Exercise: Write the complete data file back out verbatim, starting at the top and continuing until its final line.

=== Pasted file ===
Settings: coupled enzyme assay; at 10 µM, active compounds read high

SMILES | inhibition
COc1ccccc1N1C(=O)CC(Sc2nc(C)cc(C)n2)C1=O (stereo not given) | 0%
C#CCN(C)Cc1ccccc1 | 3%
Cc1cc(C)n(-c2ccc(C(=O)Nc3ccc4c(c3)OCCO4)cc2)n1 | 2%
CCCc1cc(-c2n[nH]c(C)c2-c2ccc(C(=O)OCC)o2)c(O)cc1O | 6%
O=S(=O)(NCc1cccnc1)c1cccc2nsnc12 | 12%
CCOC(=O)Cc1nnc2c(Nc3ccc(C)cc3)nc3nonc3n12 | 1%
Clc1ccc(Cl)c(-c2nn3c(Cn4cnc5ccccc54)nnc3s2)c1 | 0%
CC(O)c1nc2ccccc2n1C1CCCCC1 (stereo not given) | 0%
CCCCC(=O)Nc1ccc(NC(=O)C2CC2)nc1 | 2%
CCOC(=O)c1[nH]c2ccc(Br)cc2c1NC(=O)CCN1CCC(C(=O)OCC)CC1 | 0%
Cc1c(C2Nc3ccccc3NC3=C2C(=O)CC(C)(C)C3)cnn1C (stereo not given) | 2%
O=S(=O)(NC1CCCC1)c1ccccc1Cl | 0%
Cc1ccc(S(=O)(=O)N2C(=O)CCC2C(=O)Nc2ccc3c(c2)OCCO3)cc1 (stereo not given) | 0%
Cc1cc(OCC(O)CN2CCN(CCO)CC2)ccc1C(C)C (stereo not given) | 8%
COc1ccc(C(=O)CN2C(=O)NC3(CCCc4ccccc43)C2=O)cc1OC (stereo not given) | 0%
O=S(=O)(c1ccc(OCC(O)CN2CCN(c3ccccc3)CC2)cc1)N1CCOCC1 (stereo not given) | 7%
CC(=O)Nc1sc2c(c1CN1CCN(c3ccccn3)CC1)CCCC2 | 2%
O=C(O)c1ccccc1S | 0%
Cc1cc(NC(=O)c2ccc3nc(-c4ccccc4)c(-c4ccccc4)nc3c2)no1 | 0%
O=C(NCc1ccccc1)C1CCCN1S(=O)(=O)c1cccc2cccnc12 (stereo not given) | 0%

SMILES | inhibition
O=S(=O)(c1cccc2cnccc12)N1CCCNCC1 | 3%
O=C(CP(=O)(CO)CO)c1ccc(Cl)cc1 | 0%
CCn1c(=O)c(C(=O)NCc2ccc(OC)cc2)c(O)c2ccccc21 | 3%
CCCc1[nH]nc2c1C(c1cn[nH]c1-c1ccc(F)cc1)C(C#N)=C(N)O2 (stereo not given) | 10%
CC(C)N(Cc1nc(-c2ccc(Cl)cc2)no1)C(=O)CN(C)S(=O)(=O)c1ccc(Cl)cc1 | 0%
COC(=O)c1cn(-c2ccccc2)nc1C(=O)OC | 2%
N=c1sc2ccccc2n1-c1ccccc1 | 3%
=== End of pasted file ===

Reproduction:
Settings: coupled enzyme assay; at 10 µM, active compounds read high

SMILES | inhibition
COc1ccccc1N1C(=O)CC(Sc2nc(C)cc(C)n2)C1=O (stereo not given) | 0%
C#CCN(C)Cc1ccccc1 | 3%
Cc1cc(C)n(-c2ccc(C(=O)Nc3ccc4c(c3)OCCO4)cc2)n1 | 2%
CCCc1cc(-c2n[nH]c(C)c2-c2ccc(C(=O)OCC)o2)c(O)cc1O | 6%
O=S(=O)(NCc1cccnc1)c1cccc2nsnc12 | 12%
CCOC(=O)Cc1nnc2c(Nc3ccc(C)cc3)nc3nonc3n12 | 1%
Clc1ccc(Cl)c(-c2nn3c(Cn4cnc5ccccc54)nnc3s2)c1 | 0%
CC(O)c1nc2ccccc2n1C1CCCCC1 (stereo not given) | 0%
CCCCC(=O)Nc1ccc(NC(=O)C2CC2)nc1 | 2%
CCOC(=O)c1[nH]c2ccc(Br)cc2c1NC(=O)CCN1CCC(C(=O)OCC)CC1 | 0%
Cc1c(C2Nc3ccccc3NC3=C2C(=O)CC(C)(C)C3)cnn1C (stereo not given) | 2%
O=S(=O)(NC1CCCC1)c1ccccc1Cl | 0%
Cc1ccc(S(=O)(=O)N2C(=O)CCC2C(=O)Nc2ccc3c(c2)OCCO3)cc1 (stereo not given) | 0%
Cc1cc(OCC(O)CN2CCN(CCO)CC2)ccc1C(C)C (stereo not given) | 8%
COc1ccc(C(=O)CN2C(=O)NC3(CCCc4ccccc43)C2=O)cc1OC (stereo not given) | 0%
O=S(=O)(c1ccc(OCC(O)CN2CCN(c3ccccc3)CC2)cc1)N1CCOCC1 (stereo not given) | 7%
CC(=O)Nc1sc2c(c1CN1CCN(c3ccccn3)CC1)CCCC2 | 2%
O=C(O)c1ccccc1S | 0%
Cc1cc(NC(=O)c2ccc3nc(-c4ccccc4)c(-c4ccccc4)nc3c2)no1 | 0%
O=C(NCc1ccccc1)C1CCCN1S(=O)(=O)c1cccc2cccnc12 (stereo not given) | 0%

SMILES | inhibition
O=S(=O)(c1cccc2cnccc12)N1CCCNCC1 | 3%
O=C(CP(=O)(CO)CO)c1ccc(Cl)cc1 | 0%
CCn1c(=O)c(C(=O)NCc2ccc(OC)cc2)c(O)c2ccccc21 | 3%
CCCc1[nH]nc2c1C(c1cn[nH]c1-c1ccc(F)cc1)C(C#N)=C(N)O2 (stereo not given) | 10%
CC(C)N(Cc1nc(-c2ccc(Cl)cc2)no1)C(=O)CN(C)S(=O)(=O)c1ccc(Cl)cc1 | 0%
COC(=O)c1cn(-c2ccccc2)nc1C(=O)OC | 2%
N=c1sc2ccccc2n1-c1ccccc1 | 3%